“What Wales is doing today the world will do tomorrow” United Nations

01 May 2015

© The Wales We Want

The Welsh Government made history on 29 April, when The Well-being of Future Generations (Wales) Act 2015 received Royal Assent, the first law of its kind to be passed worldwide.

To coincide with the Act, on 28 and 29 April the Human Rights for Future Generations team were partners in a landmark conference to discuss how nations around the world can embed a long term perspective into political processes.

The conference, Making Decisions for a Better Tomorrow, was held in Cardiff and brought together a community of policy-makers and institutions from 14 countries as diverse as the US and India, all of whom are working to ensure that the needs of future generations are built into politics.

Discussions focused on how to reorient decision-making processes towards the long term, while showcasing some of the successes around the world where future generations are considered alongside the needs of the present.

With Wales in the spotlight, the new Act was an example of how to build in the needs of future generations into all aspects of public life. The Welsh legislation has done this by putting in place a duty on public bodies to carry out sustainable development, incorporating seven well-being goals, the establishment of a Future Generations Commissioner for Wales, and national indicators and milestones.

Dominic Roser, James Martin Research Fellow at Human Rights for Future Generations programme, said: "A particularly interesting aspect is the commitment to issue a future trends report a year before each Assembly election. Election campaigns tend to focus on very short-term goals that politicians think will win votes. By publishing trends and data relating to longer term challenges, they will be obliged to balance short term with long term needs in their manifestos. This will be a significant shift in focus."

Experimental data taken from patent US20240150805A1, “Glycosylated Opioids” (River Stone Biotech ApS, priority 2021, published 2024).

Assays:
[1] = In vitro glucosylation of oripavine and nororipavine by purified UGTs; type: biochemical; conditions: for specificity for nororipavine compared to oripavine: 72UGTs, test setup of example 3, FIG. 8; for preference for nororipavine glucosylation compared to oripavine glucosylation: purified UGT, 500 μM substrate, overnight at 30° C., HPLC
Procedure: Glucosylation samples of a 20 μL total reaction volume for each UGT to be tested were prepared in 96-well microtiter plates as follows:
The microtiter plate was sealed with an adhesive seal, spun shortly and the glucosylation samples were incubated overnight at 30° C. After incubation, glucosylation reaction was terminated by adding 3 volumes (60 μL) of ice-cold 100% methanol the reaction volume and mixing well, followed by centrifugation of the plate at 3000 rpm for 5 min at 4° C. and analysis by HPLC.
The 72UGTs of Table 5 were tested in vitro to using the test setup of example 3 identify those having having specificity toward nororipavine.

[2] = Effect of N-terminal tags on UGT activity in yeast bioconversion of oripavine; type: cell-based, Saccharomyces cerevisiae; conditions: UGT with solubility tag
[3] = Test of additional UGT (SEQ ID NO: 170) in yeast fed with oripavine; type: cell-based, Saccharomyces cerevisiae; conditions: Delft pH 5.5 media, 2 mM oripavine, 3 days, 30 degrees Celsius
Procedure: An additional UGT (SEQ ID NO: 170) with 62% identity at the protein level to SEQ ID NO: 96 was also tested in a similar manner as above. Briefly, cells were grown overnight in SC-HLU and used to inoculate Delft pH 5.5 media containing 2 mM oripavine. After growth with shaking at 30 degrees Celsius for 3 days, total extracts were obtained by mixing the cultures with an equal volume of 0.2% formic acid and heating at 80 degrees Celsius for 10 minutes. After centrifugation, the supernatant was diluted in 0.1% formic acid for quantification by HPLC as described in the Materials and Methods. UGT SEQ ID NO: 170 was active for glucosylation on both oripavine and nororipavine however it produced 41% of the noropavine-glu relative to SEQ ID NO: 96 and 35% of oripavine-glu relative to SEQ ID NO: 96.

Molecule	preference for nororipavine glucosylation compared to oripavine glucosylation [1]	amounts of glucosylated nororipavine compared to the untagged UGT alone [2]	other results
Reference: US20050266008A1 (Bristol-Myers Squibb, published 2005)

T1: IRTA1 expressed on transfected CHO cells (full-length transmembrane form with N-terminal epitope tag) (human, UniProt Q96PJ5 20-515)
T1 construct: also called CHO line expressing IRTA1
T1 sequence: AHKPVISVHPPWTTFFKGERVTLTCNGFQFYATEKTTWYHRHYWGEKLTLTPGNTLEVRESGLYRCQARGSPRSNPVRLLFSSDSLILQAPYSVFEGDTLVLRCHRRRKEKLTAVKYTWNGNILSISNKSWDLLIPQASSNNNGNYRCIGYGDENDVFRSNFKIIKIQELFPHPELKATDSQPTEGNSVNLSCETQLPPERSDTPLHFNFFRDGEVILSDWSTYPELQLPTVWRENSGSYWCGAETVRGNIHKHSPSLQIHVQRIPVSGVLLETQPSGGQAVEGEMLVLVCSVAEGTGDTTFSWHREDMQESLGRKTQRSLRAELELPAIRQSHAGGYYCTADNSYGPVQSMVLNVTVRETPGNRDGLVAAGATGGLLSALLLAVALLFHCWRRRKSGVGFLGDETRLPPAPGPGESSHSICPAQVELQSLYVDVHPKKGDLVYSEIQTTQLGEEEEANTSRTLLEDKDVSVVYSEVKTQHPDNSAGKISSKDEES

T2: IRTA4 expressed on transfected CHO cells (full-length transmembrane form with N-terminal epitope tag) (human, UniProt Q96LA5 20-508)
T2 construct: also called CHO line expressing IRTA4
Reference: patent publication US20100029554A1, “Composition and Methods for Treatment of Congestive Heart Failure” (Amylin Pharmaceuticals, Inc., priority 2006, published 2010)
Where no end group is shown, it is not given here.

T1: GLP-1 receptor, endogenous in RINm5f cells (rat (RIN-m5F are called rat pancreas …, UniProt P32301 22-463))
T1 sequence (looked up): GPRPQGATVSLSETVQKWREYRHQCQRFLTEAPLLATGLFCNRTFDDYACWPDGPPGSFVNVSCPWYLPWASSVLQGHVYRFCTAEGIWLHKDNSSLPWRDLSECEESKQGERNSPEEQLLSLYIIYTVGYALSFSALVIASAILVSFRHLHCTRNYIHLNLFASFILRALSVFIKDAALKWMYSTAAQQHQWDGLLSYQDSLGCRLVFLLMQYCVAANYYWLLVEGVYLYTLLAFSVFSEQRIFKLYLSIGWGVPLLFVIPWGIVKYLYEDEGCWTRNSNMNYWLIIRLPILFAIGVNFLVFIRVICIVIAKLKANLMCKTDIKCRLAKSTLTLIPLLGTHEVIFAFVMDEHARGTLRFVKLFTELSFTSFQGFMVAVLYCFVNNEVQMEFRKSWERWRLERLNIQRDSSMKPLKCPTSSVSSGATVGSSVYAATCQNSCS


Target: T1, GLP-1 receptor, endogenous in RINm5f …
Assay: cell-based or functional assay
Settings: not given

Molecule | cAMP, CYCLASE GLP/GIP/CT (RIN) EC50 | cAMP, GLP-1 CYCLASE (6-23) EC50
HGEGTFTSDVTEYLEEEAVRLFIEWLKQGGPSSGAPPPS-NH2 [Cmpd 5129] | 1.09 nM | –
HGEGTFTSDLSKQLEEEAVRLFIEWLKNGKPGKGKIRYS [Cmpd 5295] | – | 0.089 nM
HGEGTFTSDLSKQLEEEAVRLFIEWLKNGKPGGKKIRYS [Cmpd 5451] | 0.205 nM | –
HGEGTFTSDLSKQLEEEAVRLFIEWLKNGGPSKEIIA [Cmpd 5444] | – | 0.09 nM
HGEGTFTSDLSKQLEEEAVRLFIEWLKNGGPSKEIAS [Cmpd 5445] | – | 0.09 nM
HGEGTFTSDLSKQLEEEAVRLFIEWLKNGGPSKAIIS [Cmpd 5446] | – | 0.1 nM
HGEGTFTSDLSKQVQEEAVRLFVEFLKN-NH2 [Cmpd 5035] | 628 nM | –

Jaakko Kuosmanen, the Programme's Co-Ordinator, said: "With Wales joining the small number of existing nations - such as Hungary and Finland - who have incorporated the needs of future generations into their political processes, there was a good deal of optimism at the conference. Finally it feels as if there is real momentum building and that 2015 is a critical year."

Simon Caney, Co-Director of the Human Rights for Future Generations Programme, said: "There is an increasing recognition of the need to reform the policy-making process to address short-termism and to encourage policymakers to take the long view. This event was an ideal opportunity to present the work that I have done with Jaakko Kuosmanen and Dominic Roser on the need to build a concern for the future into the legislative process, and the ways in which having a Committee for the Future, an Independent Futures Council and the use of long term performance indicators can play a vital role. The event nicely brought together key figures from across the world who have been working in institutions designed to protect the interests of future generations. The Welsh have played a key leadership role in pioneering innovative ways of planning for the long term. The time is now right for others to follow their example."

The conference pointed clearly to a need for countries to draw on each other's experience. "Too many nations are unsure of what will work best and so do nothing," said Dominc Roser. "But as Sándor Fülöp of The World Future Council put it 'We must experiment'."

The conference was co-organised by the Office of the Commissioner for Sustainable Futures, the World Future Council, Cynnal Cymru - Sustain Wales, the Welsh Government and the Oxford Martin Programme on Human Rights for Future Generations.